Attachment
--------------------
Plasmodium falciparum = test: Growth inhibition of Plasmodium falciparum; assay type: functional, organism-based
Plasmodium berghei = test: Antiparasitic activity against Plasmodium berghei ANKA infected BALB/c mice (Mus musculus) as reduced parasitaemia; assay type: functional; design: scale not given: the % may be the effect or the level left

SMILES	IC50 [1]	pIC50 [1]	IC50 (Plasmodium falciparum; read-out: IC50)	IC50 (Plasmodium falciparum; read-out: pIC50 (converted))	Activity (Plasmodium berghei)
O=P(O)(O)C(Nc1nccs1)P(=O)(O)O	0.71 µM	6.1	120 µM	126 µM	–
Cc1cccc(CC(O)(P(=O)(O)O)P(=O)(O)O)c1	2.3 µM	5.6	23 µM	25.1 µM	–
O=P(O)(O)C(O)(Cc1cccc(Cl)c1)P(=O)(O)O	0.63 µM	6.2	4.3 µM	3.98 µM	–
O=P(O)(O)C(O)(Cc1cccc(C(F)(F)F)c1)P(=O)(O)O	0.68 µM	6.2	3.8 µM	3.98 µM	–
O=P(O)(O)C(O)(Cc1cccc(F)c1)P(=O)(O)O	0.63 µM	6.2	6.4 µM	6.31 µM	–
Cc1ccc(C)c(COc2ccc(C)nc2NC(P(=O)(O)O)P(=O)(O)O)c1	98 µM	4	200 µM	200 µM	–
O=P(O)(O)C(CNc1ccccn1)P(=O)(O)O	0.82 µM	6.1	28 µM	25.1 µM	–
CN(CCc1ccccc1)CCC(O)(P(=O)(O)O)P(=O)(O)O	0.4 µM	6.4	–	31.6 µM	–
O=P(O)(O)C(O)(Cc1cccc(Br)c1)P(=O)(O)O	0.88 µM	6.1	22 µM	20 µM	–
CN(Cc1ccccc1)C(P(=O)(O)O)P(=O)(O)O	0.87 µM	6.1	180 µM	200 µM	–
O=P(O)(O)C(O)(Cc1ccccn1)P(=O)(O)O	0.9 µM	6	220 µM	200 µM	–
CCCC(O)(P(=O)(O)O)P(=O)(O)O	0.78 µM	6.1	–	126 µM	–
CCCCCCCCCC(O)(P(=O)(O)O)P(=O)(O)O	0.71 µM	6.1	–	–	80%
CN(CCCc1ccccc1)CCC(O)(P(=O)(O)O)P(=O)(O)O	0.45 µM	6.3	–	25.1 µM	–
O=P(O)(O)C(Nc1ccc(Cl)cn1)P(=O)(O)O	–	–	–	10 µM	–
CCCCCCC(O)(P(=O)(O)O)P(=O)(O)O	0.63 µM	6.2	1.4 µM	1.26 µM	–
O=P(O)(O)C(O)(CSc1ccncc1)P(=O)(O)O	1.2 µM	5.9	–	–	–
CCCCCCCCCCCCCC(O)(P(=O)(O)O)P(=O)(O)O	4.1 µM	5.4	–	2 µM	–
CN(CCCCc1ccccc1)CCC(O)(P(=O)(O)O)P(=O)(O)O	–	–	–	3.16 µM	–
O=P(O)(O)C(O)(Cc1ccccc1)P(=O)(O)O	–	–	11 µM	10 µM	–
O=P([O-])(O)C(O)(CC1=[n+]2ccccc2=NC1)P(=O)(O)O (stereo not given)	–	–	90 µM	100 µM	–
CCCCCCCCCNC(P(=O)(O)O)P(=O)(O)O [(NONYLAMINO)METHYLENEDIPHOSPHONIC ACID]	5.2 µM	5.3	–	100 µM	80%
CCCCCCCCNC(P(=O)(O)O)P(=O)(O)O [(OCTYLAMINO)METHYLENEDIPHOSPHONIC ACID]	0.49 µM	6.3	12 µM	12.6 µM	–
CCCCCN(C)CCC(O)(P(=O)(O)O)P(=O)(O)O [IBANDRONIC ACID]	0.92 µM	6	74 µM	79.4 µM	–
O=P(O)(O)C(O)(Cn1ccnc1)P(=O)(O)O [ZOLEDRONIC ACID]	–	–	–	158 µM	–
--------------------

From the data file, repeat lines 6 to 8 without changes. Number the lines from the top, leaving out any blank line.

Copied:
O=P(O)(O)C(O)(Cc1cccc(Cl)c1)P(=O)(O)O	0.63 µM	6.2	4.3 µM	3.98 µM	–
O=P(O)(O)C(O)(Cc1cccc(C(F)(F)F)c1)P(=O)(O)O	0.68 µM	6.2	3.8 µM	3.98 µM	–
O=P(O)(O)C(O)(Cc1cccc(F)c1)P(=O)(O)O	0.63 µM	6.2	6.4 µM	6.31 µM	–